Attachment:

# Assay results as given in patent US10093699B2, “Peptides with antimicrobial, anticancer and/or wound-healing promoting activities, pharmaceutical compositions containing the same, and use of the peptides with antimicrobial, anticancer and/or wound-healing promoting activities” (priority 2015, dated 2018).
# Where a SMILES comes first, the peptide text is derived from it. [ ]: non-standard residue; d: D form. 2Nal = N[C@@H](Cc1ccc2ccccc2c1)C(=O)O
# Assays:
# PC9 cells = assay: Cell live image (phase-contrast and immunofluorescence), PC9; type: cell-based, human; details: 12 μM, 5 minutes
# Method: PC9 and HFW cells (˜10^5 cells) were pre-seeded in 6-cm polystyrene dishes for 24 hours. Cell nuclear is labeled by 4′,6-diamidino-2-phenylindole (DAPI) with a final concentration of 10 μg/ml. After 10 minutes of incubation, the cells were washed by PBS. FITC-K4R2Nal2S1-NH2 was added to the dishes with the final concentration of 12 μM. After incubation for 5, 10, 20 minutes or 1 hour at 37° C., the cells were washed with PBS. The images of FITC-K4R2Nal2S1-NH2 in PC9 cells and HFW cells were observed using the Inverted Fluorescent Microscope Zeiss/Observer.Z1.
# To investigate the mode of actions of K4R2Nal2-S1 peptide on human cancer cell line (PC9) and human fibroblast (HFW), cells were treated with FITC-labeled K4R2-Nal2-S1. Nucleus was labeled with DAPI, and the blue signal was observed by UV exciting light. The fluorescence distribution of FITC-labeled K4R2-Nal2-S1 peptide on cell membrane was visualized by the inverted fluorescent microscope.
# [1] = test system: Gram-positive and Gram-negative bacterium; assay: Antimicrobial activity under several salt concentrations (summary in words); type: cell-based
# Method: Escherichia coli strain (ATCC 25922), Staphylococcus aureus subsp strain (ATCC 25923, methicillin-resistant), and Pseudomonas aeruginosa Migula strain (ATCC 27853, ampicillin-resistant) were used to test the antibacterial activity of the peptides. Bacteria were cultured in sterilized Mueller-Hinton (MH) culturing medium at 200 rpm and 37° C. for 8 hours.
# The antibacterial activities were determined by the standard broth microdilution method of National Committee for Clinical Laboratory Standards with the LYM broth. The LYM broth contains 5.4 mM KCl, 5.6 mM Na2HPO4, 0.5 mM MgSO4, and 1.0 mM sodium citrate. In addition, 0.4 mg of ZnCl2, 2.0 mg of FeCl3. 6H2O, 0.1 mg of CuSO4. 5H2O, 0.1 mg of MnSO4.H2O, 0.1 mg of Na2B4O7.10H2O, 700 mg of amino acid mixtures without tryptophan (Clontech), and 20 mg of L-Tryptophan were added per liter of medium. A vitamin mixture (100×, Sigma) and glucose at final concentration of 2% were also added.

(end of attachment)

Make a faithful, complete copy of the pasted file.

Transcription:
# Assay results as given in patent US10093699B2, “Peptides with antimicrobial, anticancer and/or wound-healing promoting activities, pharmaceutical compositions containing the same, and use of the peptides with antimicrobial, anticancer and/or wound-healing promoting activities” (priority 2015, dated 2018).
# Where a SMILES comes first, the peptide text is derived from it. [ ]: non-standard residue; d: D form. 2Nal = N[C@@H](Cc1ccc2ccccc2c1)C(=O)O
# Assays:
# PC9 cells = assay: Cell live image (phase-contrast and immunofluorescence), PC9; type: cell-based, human; details: 12 μM, 5 minutes
# Method: PC9 and HFW cells (˜10^5 cells) were pre-seeded in 6-cm polystyrene dishes for 24 hours. Cell nuclear is labeled by 4′,6-diamidino-2-phenylindole (DAPI) with a final concentration of 10 μg/ml. After 10 minutes of incubation, the cells were washed by PBS. FITC-K4R2Nal2S1-NH2 was added to the dishes with the final concentration of 12 μM. After incubation for 5, 10, 20 minutes or 1 hour at 37° C., the cells were washed with PBS. The images of FITC-K4R2Nal2S1-NH2 in PC9 cells and HFW cells were observed using the Inverted Fluorescent Microscope Zeiss/Observer.Z1.
# To investigate the mode of actions of K4R2Nal2-S1 peptide on human cancer cell line (PC9) and human fibroblast (HFW), cells were treated with FITC-labeled K4R2-Nal2-S1. Nucleus was labeled with DAPI, and the blue signal was observed by UV exciting light. The fluorescence distribution of FITC-labeled K4R2-Nal2-S1 peptide on cell membrane was visualized by the inverted fluorescent microscope.
# [1] = test system: Gram-positive and Gram-negative bacterium; assay: Antimicrobial activity under several salt concentrations (summary in words); type: cell-based
# Method: Escherichia coli strain (ATCC 25922), Staphylococcus aureus subsp strain (ATCC 25923, methicillin-resistant), and Pseudomonas aeruginosa Migula strain (ATCC 27853, ampicillin-resistant) were used to test the antibacterial activity of the peptides. Bacteria were cultured in sterilized Mueller-Hinton (MH) culturing medium at 200 rpm and 37° C. for 8 hours.
# The antibacterial activities were determined by the standard broth microdilution method of National Committee for Clinical Laboratory Standards with the LYM broth. The LYM broth contains 5.4 mM KCl, 5.6 mM Na2HPO4, 0.5 mM MgSO4, and 1.0 mM sodium citrate. In addition, 0.4 mg of ZnCl2, 2.0 mg of FeCl3. 6H2O, 0.1 mg of CuSO4. 5H2O, 0.1 mg of MnSO4.H2O, 0.1 mg of Na2B4O7.10H2O, 700 mg of amino acid mixtures without tryptophan (Clontech), and 20 mg of L-Tryptophan were added per liter of medium. A vitamin mixture (100×, Sigma) and glucose at final concentration of 2% were also added.